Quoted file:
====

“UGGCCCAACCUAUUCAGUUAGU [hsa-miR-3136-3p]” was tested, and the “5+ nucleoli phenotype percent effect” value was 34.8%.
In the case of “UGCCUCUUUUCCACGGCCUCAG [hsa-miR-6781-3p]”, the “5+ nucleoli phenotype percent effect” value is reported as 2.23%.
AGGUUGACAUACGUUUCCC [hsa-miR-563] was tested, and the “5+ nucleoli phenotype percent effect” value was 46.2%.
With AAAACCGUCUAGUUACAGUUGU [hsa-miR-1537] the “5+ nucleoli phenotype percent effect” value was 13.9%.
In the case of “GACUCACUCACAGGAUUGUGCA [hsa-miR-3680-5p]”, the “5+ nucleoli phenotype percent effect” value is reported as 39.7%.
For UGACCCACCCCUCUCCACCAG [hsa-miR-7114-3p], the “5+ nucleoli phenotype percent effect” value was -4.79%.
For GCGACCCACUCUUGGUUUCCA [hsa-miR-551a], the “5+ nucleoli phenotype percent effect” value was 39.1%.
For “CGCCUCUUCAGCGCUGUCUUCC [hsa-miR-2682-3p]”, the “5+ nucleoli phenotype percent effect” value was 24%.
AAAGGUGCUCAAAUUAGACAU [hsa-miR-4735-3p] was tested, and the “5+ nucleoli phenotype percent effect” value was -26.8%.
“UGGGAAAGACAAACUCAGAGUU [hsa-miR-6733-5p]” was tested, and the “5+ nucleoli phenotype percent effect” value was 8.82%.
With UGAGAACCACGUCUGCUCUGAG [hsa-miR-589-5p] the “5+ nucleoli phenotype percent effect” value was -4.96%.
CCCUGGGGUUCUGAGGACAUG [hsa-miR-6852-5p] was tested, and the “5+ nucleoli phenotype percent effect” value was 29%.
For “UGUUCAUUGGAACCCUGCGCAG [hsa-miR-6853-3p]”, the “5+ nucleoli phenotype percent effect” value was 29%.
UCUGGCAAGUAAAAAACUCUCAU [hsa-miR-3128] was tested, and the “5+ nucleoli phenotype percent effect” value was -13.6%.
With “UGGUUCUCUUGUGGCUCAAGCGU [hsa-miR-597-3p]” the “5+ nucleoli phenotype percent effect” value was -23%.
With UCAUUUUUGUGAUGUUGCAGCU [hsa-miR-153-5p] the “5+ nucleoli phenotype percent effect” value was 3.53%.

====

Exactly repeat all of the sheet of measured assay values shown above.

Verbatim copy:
“UGGCCCAACCUAUUCAGUUAGU [hsa-miR-3136-3p]” was tested, and the “5+ nucleoli phenotype percent effect” value was 34.8%.
In the case of “UGCCUCUUUUCCACGGCCUCAG [hsa-miR-6781-3p]”, the “5+ nucleoli phenotype percent effect” value is reported as 2.23%.
AGGUUGACAUACGUUUCCC [hsa-miR-563] was tested, and the “5+ nucleoli phenotype percent effect” value was 46.2%.
With AAAACCGUCUAGUUACAGUUGU [hsa-miR-1537] the “5+ nucleoli phenotype percent effect” value was 13.9%.
In the case of “GACUCACUCACAGGAUUGUGCA [hsa-miR-3680-5p]”, the “5+ nucleoli phenotype percent effect” value is reported as 39.7%.
For UGACCCACCCCUCUCCACCAG [hsa-miR-7114-3p], the “5+ nucleoli phenotype percent effect” value was -4.79%.
For GCGACCCACUCUUGGUUUCCA [hsa-miR-551a], the “5+ nucleoli phenotype percent effect” value was 39.1%.
For “CGCCUCUUCAGCGCUGUCUUCC [hsa-miR-2682-3p]”, the “5+ nucleoli phenotype percent effect” value was 24%.
AAAGGUGCUCAAAUUAGACAU [hsa-miR-4735-3p] was tested, and the “5+ nucleoli phenotype percent effect” value was -26.8%.
“UGGGAAAGACAAACUCAGAGUU [hsa-miR-6733-5p]” was tested, and the “5+ nucleoli phenotype percent effect” value was 8.82%.
With UGAGAACCACGUCUGCUCUGAG [hsa-miR-589-5p] the “5+ nucleoli phenotype percent effect” value was -4.96%.
CCCUGGGGUUCUGAGGACAUG [hsa-miR-6852-5p] was tested, and the “5+ nucleoli phenotype percent effect” value was 29%.
For “UGUUCAUUGGAACCCUGCGCAG [hsa-miR-6853-3p]”, the “5+ nucleoli phenotype percent effect” value was 29%.
UCUGGCAAGUAAAAAACUCUCAU [hsa-miR-3128] was tested, and the “5+ nucleoli phenotype percent effect” value was -13.6%.
With “UGGUUCUCUUGUGGCUCAAGCGU [hsa-miR-597-3p]” the “5+ nucleoli phenotype percent effect” value was -23%.
With UCAUUUUUGUGAUGUUGCAGCU [hsa-miR-153-5p] the “5+ nucleoli phenotype percent effect” value was 3.53%.